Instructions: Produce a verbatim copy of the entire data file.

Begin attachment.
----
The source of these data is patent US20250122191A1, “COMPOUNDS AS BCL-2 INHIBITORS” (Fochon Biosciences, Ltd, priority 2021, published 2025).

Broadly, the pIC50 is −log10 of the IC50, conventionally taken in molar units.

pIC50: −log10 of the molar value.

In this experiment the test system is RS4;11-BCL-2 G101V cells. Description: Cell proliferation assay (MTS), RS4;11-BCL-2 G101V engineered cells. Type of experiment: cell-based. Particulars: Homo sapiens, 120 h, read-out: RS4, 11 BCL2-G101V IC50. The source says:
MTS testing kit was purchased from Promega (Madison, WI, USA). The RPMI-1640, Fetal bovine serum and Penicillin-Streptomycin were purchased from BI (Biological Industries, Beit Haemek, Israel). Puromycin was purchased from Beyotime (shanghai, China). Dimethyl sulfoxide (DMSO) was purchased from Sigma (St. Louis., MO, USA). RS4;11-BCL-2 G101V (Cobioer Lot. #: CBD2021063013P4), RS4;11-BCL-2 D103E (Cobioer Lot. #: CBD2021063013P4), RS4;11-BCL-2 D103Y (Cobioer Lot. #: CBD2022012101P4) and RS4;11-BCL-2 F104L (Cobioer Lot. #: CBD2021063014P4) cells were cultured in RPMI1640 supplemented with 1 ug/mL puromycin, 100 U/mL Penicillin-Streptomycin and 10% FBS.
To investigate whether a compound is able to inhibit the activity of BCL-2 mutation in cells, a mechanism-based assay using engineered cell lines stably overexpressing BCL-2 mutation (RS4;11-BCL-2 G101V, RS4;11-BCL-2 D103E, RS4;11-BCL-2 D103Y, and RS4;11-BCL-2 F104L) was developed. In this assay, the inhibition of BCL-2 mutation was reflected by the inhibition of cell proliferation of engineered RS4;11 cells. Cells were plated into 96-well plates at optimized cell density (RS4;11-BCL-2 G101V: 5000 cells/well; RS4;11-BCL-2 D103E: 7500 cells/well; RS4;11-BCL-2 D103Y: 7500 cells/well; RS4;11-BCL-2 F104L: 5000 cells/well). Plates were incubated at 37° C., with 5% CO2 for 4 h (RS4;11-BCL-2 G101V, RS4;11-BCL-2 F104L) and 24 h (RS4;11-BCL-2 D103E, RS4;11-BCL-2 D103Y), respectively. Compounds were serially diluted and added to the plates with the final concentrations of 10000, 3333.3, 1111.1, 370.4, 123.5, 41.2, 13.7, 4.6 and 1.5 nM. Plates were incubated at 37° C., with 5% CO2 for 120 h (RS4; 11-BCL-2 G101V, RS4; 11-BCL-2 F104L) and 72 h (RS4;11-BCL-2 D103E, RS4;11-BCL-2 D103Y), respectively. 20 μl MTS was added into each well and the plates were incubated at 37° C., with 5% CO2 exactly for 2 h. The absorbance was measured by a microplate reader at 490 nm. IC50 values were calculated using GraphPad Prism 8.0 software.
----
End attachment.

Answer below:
The source of these data is patent US20250122191A1, “COMPOUNDS AS BCL-2 INHIBITORS” (Fochon Biosciences, Ltd, priority 2021, published 2025).

Broadly, the pIC50 is −log10 of the IC50, conventionally taken in molar units.

pIC50: −log10 of the molar value.

In this experiment the test system is RS4;11-BCL-2 G101V cells. Description: Cell proliferation assay (MTS), RS4;11-BCL-2 G101V engineered cells. Type of experiment: cell-based. Particulars: Homo sapiens, 120 h, read-out: RS4, 11 BCL2-G101V IC50. The source says:
MTS testing kit was purchased from Promega (Madison, WI, USA). The RPMI-1640, Fetal bovine serum and Penicillin-Streptomycin were purchased from BI (Biological Industries, Beit Haemek, Israel). Puromycin was purchased from Beyotime (shanghai, China). Dimethyl sulfoxide (DMSO) was purchased from Sigma (St. Louis., MO, USA). RS4;11-BCL-2 G101V (Cobioer Lot. #: CBD2021063013P4), RS4;11-BCL-2 D103E (Cobioer Lot. #: CBD2021063013P4), RS4;11-BCL-2 D103Y (Cobioer Lot. #: CBD2022012101P4) and RS4;11-BCL-2 F104L (Cobioer Lot. #: CBD2021063014P4) cells were cultured in RPMI1640 supplemented with 1 ug/mL puromycin, 100 U/mL Penicillin-Streptomycin and 10% FBS.
To investigate whether a compound is able to inhibit the activity of BCL-2 mutation in cells, a mechanism-based assay using engineered cell lines stably overexpressing BCL-2 mutation (RS4;11-BCL-2 G101V, RS4;11-BCL-2 D103E, RS4;11-BCL-2 D103Y, and RS4;11-BCL-2 F104L) was developed. In this assay, the inhibition of BCL-2 mutation was reflected by the inhibition of cell proliferation of engineered RS4;11 cells. Cells were plated into 96-well plates at optimized cell density (RS4;11-BCL-2 G101V: 5000 cells/well; RS4;11-BCL-2 D103E: 7500 cells/well; RS4;11-BCL-2 D103Y: 7500 cells/well; RS4;11-BCL-2 F104L: 5000 cells/well). Plates were incubated at 37° C., with 5% CO2 for 4 h (RS4;11-BCL-2 G101V, RS4;11-BCL-2 F104L) and 24 h (RS4;11-BCL-2 D103E, RS4;11-BCL-2 D103Y), respectively. Compounds were serially diluted and added to the plates with the final concentrations of 10000, 3333.3, 1111.1, 370.4, 123.5, 41.2, 13.7, 4.6 and 1.5 nM. Plates were incubated at 37° C., with 5% CO2 for 120 h (RS4; 11-BCL-2 G101V, RS4; 11-BCL-2 F104L) and 72 h (RS4;11-BCL-2 D103E, RS4;11-BCL-2 D103Y), respectively. 20 μl MTS was added into each well and the plates were incubated at 37° C., with 5% CO2 exactly for 2 h. The absorbance was measured by a microplate reader at 490 nm. IC50 values were calculated using GraphPad Prism 8.0 software.